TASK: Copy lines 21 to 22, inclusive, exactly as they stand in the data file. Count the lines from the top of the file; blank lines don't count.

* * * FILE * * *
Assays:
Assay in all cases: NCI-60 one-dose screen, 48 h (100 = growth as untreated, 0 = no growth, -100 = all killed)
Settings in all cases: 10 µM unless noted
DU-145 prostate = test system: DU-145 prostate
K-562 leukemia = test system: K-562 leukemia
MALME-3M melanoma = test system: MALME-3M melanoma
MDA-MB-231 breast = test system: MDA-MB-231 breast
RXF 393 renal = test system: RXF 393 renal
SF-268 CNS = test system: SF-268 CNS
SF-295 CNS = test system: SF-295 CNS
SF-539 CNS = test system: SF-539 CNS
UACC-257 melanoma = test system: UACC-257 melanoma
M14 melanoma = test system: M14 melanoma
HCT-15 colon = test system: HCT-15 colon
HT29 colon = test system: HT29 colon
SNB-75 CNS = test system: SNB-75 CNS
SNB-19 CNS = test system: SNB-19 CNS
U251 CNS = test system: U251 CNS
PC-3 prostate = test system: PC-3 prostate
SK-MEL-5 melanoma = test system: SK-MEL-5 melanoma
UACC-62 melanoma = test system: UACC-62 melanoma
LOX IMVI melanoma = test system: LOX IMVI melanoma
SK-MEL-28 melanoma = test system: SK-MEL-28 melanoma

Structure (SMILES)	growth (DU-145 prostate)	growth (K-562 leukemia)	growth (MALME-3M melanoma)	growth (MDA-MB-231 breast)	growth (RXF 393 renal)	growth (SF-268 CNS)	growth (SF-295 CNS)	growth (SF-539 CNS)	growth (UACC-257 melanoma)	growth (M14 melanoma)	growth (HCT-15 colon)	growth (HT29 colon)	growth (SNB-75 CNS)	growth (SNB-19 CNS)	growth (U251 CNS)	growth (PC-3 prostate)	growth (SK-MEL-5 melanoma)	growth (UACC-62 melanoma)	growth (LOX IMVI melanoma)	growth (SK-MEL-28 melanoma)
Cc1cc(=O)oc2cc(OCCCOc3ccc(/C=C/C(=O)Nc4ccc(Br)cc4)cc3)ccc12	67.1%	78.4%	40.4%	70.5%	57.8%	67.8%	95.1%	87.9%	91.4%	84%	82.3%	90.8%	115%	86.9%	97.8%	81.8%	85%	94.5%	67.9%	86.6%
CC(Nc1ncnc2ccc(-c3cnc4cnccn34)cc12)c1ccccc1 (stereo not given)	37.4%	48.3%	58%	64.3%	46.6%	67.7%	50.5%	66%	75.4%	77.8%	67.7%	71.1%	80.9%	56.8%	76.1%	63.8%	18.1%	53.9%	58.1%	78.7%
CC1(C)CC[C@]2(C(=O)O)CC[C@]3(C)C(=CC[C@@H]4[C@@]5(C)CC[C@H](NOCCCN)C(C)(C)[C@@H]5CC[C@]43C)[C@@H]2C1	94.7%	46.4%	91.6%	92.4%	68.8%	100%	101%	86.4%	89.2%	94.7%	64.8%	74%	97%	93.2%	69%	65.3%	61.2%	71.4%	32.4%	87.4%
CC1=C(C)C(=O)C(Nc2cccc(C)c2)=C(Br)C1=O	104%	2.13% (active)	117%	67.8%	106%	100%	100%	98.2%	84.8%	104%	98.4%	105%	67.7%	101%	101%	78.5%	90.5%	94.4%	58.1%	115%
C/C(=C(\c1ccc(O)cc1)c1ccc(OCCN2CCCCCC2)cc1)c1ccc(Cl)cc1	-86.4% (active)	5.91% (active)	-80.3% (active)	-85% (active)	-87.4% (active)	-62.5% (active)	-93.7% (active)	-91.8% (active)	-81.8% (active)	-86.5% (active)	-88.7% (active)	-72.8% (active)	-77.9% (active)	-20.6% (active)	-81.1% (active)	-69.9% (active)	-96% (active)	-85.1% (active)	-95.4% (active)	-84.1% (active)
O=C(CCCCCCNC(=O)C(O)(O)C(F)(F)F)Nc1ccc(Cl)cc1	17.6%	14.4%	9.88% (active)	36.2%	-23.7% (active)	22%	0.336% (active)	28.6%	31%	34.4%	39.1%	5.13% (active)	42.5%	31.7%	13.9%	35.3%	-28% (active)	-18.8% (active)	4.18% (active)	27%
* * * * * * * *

UACC-62 melanoma = test system: UACC-62 melanoma
LOX IMVI melanoma = test system: LOX IMVI melanoma